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Kent still cleaning up after festival

By Diane Smith Published: July 11, 1997 12:00 AM

They also left vats of grease, assorted debris and stains on the sidewalk

that remained for days.

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But festival organizers say they've taken steps to alleviate the problems

and make sure they don't happen again next year.

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Rick Davis of Sue Nelson Designs said he arrived at the store early Saturday

to face debris, four vats of grease on the curb, and a stained sidewalk.

He removed an antique oriental rug, fearing it would be damaged when customers

tracked grease into the store. Then he called city hall.

``I asked who I should send the bill to,'' he said.

He said he was directed to the Kent United Services Organization and the

Kent Area Chamber of Commerce. But even after he made several calls, nothing

was done until he called Mayor Jerry Fiala and Councilwoman Aimee Lyle.

``I'm glad their festival was a big success,'' he said. ``But it's just

sad it took so many phone calls to take care of it.''

On Tuesday, a city street sweeper came to clean South Water Street, but

sidewalks weren't cleaned until Wednesday, when city crews cleaned sidewalks

in front of Sue Nelson Designs and two adjacent stores. However, the workers

didn't clean any other sidewalks on South Water Street.

Kent Service Director said the remaining sidewalks on South Water Street

were being cleaned this morning.

That upset Barbara Meeker of Kent Travel, who said the area outside her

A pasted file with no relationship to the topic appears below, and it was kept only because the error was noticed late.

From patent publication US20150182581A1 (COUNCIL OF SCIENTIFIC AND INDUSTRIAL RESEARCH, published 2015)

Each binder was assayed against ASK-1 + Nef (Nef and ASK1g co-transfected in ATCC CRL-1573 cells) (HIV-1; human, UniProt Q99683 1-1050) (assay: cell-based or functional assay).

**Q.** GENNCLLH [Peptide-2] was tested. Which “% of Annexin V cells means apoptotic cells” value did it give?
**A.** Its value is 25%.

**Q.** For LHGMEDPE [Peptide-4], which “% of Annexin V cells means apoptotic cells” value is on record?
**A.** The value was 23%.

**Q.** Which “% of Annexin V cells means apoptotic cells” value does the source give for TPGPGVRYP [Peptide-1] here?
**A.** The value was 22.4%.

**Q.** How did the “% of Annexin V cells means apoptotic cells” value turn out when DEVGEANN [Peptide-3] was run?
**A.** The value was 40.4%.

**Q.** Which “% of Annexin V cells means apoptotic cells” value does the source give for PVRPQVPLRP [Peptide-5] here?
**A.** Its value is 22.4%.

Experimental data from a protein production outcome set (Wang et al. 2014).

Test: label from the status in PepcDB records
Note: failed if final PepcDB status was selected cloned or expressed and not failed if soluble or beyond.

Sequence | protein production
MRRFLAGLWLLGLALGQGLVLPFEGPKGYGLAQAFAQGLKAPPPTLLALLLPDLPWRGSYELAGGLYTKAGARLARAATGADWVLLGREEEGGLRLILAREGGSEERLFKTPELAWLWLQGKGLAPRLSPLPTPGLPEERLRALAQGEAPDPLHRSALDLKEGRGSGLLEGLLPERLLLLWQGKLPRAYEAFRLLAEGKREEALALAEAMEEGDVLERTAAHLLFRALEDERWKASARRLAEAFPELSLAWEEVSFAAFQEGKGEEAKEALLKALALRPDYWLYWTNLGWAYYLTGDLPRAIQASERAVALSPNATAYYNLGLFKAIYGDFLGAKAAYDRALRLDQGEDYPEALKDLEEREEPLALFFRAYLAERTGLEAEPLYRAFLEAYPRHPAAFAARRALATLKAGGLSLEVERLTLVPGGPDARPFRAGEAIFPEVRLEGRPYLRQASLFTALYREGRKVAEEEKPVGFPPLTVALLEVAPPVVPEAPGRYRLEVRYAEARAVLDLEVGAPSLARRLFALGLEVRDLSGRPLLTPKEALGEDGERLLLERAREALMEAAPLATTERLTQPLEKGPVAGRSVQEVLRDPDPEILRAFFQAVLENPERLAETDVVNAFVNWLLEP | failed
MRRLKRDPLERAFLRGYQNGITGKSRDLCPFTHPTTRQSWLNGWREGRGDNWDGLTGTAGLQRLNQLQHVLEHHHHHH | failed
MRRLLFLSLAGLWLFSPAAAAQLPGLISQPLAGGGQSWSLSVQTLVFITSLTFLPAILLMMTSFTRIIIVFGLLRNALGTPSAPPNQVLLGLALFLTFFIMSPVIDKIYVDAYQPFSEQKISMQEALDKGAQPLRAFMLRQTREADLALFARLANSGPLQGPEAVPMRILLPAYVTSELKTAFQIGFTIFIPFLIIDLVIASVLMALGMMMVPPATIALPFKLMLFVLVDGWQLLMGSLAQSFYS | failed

office smelled like garbage when she opened Monday, and there were rib bones

and grease stains outside her door.

``It's a wonderful thing,'' she said of the festival. ``But someone needs

to clean up afterwards.''

Not all business owners in the area of the food court were unhappy. Dennis

Andrei, owner of Kent Jewelry, said his store was open for the festival,

and there were no problems during the event or after.

``I came back here on Sunday, and the street looked clean to me,'' he said.

Laura Skupski of the Kent Area Chamber of Commerce said when she received

calls, she immediately visited the businesses and talked to them about their

concerns. She said the chamber and KUSO members are working to resolve the

complaints, and plan to bring a jet spray downtown to clean sidewalks.

Skupski said the problems were a result of a misunderstanding among food

vendors and an overwhelming crowd for the task force hired to clean up trash

downtown. The contractors, she said, were expecting a turnout similar to

that of last year's festival. Instead, she said, the crowd was larger, arrived

earlier and stayed later.

The vats of grease were left by a vendor who incorrectly assumed because

contractors were hauling away trash, the grease would be disposed of as

well, Skupski said.

She said committee chairmen Tom Montoni and Brad Patterson spent two hours

after the festival picking up debris. Next year, she said, festival organizers

plan to take steps to assure vendors clean up after themselves.

``We understand their concerns,'' she said. ``No one wants the business

owners to be unhappy. But many of the business owners I talked to were very

happy. They said business was booming and we should have more festivals.''

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